A year ago today was the last time I heard my husband say my name coherently. It was a year ago I sat with him and wondered how much longer I could go on. I thought about him struggling to speak, shuffling as he walked, wearing a catheter and briefs, starting to have trouble feeding himself, and selfishly, I was worried about finances and impacts on me and the kids and wondered how long it would be before Alzheimer’s Disease eventually took him. I figured I still had lots of time.
I found out the heartbreaking answer just a few days later when I got the call he was “actively passing”.
I have learned so much in the past year. I have learned about friendships. I have learned about empathy and kindness and I have also learned about selflessness and selfishness. I have learned about the kind of loss you think you understand until you actually live it. I have felt an emptiness inside of me that I didn’t know could exist or was possible. I felt a perpetual sadness that there is nothing in this world to compare to or which can lighten. The only relief is sleep, but then you wake up.
Guilt is so ingrained in me I can’t remember a time it wasn’t part of my being. I have felt helpless as I watched my kids mourn their father. I have buried my husband and yet I still cry for him, long for him, ache for him and miss him. Terribly. I thought I had cried as much as possible before he died. I was wrong. My eyes now have dark eyelids and seem to be constantly swollen.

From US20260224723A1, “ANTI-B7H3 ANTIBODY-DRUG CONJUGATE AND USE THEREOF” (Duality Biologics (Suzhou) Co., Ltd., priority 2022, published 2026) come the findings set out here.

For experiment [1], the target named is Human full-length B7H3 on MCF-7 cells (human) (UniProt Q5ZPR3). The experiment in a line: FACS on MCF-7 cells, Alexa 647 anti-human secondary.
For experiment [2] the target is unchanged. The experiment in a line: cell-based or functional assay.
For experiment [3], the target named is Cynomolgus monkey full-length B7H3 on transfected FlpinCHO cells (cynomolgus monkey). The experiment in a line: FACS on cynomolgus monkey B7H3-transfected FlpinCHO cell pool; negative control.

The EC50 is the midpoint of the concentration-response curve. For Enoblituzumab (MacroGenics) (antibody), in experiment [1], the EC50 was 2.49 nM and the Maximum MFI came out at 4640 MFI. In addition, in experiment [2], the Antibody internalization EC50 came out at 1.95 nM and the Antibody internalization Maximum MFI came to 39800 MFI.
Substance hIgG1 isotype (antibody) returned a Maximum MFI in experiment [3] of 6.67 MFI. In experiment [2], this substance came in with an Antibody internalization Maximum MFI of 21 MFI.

Yes, a year ago I was struggling to be a caregiver and a mother and somehow keep myself sane. Now I am struggling to recall all of the memories I am terrified of losing and a few I should probably forget. And now I face the challenge of a future alone, without Jim and starting all over. It is like being fresh out of college and trying to decide a path that will best lead me forward to whatever my future holds. My passion is Alzheimer’s Advocacy and education. That is what I do best and I what I want to do. It just doesn’t pay all the bills.
I look at photos and watch videos. I see our love and our excitement together. I see our hopefulness in a future laid out before us. I see Jim as the disease progresses and it all triggers the same feelings that crept in each time he showed how much he was changing. So I stop looking and I stop watching. Then I start to feel a void. A new guilt. Trying to move on. Trying to stop the pain and misery. And I go back to the darkness. There are good moments. The kids and some friends have made sure of this. But there is always that nagging feeling that something just isn’t as it is supposed to be. Something always seems to be missing….